Potential conflict of interest: None provided.
COX-2 overexpression in sinonasal inverted papilloma
Article first published online: 16 SEP 2013
© 2013 ARS-AAOA, LLC
International Forum of Allergy & Rhinology
Volume 3, Issue 12, pages 997–1000, December 2013
How to Cite
How to Cite this Article: COX-2 overexpression in sinonasal inverted papilloma. Int Forum Allergy Rhinol. 2013;3:997–1000., , , .
Presented orally at the Combined Otolaryngology Spring Meeting on April 10, 2013, Orlando, FL.
- Issue published online: 16 DEC 2013
- Article first published online: 16 SEP 2013
- Manuscript Accepted: 25 JUL 2013
- Manuscript Revised: 8 JUL 2013
- Manuscript Received: 28 MAR 2013
- inverted papilloma;
- sinus tumor;
- endoscopic sinus surgery;
Inverted papilloma (IP) is a benign, but locally aggressive neoplasm of the nasal cavity and paranasal sinuses. The mainstay of treatment of IP is surgical resection, but high rates of tumor recurrence have been reported. Cyclo-oxygenase-2 (COX-2) has been found to be overexpressed in many tumors and has been used successfully as a therapeutic target. The goal of this study is to highlight COX-2 expression in IP.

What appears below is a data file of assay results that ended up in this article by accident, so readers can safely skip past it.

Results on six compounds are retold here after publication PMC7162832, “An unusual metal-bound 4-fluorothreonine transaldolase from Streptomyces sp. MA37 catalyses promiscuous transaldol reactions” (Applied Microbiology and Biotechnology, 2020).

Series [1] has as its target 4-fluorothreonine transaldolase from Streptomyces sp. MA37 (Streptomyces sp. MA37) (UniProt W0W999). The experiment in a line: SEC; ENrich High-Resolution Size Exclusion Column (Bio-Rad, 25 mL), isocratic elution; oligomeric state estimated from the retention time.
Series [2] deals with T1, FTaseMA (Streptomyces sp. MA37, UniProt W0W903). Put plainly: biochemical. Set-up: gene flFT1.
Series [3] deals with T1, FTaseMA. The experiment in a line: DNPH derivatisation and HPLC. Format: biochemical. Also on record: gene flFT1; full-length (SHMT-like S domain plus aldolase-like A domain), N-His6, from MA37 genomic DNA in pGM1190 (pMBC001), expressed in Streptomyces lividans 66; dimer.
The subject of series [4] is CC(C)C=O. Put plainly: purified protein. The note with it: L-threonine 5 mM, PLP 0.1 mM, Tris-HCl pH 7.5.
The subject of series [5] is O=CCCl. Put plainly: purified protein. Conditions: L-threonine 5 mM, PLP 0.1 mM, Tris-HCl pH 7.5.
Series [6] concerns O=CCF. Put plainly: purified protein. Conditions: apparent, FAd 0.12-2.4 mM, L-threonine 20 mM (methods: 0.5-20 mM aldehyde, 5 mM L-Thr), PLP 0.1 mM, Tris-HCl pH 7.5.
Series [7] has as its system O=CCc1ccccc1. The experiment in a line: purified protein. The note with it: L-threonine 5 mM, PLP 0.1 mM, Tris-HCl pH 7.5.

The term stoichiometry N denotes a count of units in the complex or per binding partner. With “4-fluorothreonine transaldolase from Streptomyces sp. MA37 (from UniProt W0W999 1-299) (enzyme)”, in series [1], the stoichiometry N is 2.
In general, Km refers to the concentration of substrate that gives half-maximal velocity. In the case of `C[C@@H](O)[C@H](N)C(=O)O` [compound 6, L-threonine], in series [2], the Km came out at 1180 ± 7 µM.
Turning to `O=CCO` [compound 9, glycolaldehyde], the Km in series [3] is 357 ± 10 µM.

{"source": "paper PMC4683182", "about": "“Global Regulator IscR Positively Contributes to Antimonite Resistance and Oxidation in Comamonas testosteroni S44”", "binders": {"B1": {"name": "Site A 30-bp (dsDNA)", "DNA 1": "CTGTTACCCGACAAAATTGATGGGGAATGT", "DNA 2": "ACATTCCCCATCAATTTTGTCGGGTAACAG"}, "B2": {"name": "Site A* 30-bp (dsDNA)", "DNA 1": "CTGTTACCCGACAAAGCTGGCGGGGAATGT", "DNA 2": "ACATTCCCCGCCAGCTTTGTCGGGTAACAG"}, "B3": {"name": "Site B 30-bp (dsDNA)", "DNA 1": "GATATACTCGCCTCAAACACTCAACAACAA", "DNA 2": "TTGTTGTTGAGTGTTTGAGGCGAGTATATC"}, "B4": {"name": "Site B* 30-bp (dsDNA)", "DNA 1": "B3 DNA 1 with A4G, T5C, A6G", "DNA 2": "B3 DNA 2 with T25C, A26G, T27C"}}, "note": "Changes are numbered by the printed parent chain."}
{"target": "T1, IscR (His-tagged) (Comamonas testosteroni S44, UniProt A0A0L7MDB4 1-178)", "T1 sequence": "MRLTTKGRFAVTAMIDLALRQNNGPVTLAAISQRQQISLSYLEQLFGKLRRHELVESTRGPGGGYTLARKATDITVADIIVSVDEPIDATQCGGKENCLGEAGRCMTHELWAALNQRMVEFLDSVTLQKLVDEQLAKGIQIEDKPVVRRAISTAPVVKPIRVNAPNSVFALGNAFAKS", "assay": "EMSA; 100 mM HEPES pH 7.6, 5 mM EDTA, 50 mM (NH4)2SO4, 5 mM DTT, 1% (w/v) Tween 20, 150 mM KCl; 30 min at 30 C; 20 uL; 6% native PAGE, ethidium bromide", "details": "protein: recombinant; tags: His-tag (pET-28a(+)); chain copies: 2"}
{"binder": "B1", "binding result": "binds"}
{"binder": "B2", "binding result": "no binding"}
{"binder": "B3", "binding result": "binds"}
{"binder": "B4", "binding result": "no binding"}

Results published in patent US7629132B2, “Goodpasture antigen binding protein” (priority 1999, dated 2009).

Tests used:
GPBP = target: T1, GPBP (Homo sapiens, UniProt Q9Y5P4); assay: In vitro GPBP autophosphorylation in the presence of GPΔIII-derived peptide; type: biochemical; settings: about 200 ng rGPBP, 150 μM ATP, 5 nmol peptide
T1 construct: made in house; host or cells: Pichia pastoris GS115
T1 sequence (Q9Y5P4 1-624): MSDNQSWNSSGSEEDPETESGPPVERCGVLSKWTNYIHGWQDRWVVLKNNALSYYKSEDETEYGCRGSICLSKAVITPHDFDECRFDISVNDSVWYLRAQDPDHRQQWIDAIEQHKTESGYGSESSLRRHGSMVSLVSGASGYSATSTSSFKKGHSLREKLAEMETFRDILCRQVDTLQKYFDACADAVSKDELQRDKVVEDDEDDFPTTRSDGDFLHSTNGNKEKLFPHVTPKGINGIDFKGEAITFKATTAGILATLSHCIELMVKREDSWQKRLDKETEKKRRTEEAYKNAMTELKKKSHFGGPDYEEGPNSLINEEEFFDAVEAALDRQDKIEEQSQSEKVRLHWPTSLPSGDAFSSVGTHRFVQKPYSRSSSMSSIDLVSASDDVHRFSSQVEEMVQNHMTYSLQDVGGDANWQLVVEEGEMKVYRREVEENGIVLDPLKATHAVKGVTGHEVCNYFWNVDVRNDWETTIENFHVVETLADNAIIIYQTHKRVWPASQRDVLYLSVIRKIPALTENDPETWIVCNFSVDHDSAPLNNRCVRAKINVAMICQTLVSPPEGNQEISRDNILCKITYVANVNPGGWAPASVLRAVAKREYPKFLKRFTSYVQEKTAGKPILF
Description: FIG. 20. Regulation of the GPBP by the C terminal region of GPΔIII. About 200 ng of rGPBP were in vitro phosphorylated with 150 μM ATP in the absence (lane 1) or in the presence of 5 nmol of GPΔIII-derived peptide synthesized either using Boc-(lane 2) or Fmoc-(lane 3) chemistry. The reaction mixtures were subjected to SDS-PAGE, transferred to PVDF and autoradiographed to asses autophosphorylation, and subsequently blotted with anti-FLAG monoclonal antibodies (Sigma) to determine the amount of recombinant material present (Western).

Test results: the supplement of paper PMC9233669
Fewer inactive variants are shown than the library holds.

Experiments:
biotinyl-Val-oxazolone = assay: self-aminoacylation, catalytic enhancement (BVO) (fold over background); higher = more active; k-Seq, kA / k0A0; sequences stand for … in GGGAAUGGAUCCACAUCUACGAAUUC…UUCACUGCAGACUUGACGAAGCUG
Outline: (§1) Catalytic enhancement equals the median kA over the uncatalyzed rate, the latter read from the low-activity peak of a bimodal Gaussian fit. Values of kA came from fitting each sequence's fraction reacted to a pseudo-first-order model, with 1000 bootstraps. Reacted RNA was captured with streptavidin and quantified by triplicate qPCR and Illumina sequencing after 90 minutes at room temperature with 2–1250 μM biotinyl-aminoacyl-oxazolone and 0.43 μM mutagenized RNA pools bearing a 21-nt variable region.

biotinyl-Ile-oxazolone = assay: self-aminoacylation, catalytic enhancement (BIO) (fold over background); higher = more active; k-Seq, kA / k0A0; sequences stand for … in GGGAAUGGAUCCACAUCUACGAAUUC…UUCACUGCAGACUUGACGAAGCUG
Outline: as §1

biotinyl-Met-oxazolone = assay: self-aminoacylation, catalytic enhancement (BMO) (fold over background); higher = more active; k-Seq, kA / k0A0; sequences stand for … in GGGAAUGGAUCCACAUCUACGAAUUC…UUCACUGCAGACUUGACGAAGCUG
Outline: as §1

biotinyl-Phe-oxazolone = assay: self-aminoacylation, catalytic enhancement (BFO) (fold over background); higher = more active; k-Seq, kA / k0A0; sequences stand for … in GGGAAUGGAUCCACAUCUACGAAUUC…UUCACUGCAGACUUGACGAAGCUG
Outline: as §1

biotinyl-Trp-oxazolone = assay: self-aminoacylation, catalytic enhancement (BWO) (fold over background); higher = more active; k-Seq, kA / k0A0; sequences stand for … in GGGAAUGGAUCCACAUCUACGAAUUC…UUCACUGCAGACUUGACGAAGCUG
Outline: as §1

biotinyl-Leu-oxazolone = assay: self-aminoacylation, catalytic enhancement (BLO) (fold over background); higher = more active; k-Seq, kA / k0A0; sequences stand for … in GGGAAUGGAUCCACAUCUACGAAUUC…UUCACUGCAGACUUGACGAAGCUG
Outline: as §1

Immunohistochemistry for COX-2 was performed on IP samples obtained during surgical resection between January 2012 and June 2013. The intensity of staining was evaluated by 2 head and neck pathologists blinded to the clinical features and outcomes. A positive stain was defined as having 10% or more of tumor cells exhibiting immunoreactivity.
The study includes 13 tumor samples from 7 females and 6 males. Mean age was 54.5 (range, 18–81) years. Tumor locations included: nasal septum (1), ethmoid (3), sphenoid (4), and maxillary (5) sinuses. No tumors demonstrated malignancy or dysplasia. Five (38%) of the 13 IP samples stained strongly positive for COX-2, and 3 of 13 (23%) stained weakly positive. There were no clinical differences in patients that stained strongly or weakly for COX-2.
COX-2 overexpression was identified in 62% of cases of IP in this study, and strongly positive in 38% of cases. Larger studies are necessary to identify the true incidence of COX-2 expression for this tumor. Pharmaceuticals targeting COX-2 may eventually provide an additional therapeutic option for select cases of recurrent or unresectable IP.